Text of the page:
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Olympic Park project moves closer


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No, they haven't put the roof on the stadium, just yet...

The first stages of work on a new Olympic Park for the 2012 Games in London have been given the go-ahead.

A contractor has been appointed to build massive tunnels which will replace overhead power lines that cut across a swathe of east London.

Two power tunnels will be constructed 20m` underground

The larger tunnel, which is 4m in diameter, is on the same scale as a London tube tunnel

It will have its own monorail running down the middle for inspection and servicing

LDA Olympic Delivery Committee Lord Swraj Paul announced J Murphy & Sons Limited as the power lines tunnel contractor.

"Undergrounding these power lines is a huge project, creating tunnels equivalent to more than half the length of the Victoria Line," he said.

"It will completely transform the feel of this area and underlines the tremendous impact that hosting the Olympic and Paralympic Games will have on east London."


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I travel to work via the Docklands light railway and the being set up throughout the Custom House, Canning Town  and the Stratford areas. I wondered at the time what they were drilling for, but now I realise that theses sights were directly next to the overhead electricity pilons

Even if the Games had never been awarded to London, this is a progressive development for the East End. The pilons are a real blot on the landscape and sure are UGLY.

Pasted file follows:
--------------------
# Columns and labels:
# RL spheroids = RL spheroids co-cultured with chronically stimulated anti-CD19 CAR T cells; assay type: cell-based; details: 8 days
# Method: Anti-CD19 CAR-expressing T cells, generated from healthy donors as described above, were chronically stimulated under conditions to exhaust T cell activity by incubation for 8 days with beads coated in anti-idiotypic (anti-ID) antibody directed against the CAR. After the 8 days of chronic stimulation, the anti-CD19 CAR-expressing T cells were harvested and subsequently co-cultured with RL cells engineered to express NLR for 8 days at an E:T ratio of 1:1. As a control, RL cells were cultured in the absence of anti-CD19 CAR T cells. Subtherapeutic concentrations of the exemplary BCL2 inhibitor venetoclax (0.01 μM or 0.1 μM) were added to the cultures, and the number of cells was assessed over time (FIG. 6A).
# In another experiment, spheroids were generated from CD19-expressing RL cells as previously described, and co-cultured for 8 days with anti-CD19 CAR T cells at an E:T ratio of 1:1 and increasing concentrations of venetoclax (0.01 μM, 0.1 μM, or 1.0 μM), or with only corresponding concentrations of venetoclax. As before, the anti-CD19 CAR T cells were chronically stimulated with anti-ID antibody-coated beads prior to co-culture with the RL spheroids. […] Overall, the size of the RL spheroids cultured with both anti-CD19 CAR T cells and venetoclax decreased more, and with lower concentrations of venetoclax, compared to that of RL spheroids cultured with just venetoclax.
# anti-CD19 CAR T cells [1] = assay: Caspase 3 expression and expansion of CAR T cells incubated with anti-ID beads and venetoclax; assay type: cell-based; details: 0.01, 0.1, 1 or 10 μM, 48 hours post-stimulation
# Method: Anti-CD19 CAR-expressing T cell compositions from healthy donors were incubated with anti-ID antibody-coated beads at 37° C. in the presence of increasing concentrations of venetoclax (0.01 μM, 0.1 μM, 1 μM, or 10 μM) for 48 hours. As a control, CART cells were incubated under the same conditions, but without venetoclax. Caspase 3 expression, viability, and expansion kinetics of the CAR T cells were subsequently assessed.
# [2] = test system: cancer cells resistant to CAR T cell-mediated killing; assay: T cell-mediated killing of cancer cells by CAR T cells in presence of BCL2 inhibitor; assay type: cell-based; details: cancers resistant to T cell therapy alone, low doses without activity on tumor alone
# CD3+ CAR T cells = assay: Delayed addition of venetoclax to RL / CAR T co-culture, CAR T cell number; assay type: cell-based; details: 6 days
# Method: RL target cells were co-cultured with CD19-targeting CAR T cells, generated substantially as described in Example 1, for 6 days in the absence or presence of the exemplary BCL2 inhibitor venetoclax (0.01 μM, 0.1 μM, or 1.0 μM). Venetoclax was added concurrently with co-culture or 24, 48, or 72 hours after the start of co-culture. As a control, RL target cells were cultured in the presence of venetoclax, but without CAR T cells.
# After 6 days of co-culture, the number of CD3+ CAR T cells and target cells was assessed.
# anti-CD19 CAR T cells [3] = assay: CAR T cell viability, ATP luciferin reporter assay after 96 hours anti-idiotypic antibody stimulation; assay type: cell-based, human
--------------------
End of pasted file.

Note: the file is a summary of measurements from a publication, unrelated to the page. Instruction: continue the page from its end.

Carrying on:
Looks like they started making preparations a long time ago for this. Glad to see it happening  :D

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(some of my text was deleted...sorry) It should read:

I travel to work via the Docklands light railway and the Silverlink Metro. About six months ago I started to see drilling rigs being set up throughout the Custom House, Canning Town and Stratford areas.

I wondered at the time what they were drilling for, but now I realise that theses sights were directly next to the overhead electricity pilons

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Wow - great pics, Rob.  Gives you some appreciation of how the venues are laid out better with the overhead shots.

On Topic: So am I right that they are going to generate the power needed for the Olympic Zone, by going underground, rather than having these Pylons on the ground?

They did the same thing with the power lines at Sydney Olympic Park _ after NBC's Dick Ebersol suggested that massive power lines wouldn't look good on the TV images.

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Looks good so far. However, isn't baseball/softball out for 2012? Never mind on where the BMX events are going to be held because it was accepted for 2008 by the IOC. Unless, it will be a "one-wonder" events just for 2008 here.
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  • 1 month later...

Olympic Park views have 'wow' factor

By John Inverdale

At some point during the course of this morning, Her Majesty the Queen will get in a lift in the east end of London. Her eye may well be caught by a poster on an adjacent noticeboard advertising keep-fit classes for the over 60s. (The whole issue of how the Queen has kept so fit is perhaps an interesting debating point, but for another time.)

She may well press the button for the 31st floor although, more likely, she'll have someone to do that for her. Plus, given the fact that it's floor 31, she may not be able to reach anyway.

When she gets out at the top, she'll turn right, minding a ridiculously high step that would deceive many of us who don't have a few flunkies to alert us to the dangers, and she'll then set foot on the roof of a high-rise block of sheltered accommodation that is like no other in the country. As she surveys her kingdom, she'll probably point out nearby Upton Park to those around her, and then she'll turn to look straight out over London's embryonic Olympic Park. And if the weather is like it was on Monday, when I was lucky enough to take the same lift and see the same view - with the sky a crystal blue and a full sweep of London's magnificent landmarks glistening in the sunshine - she will surely say 'Wow', or whatever reigning monarchs say on such occasions.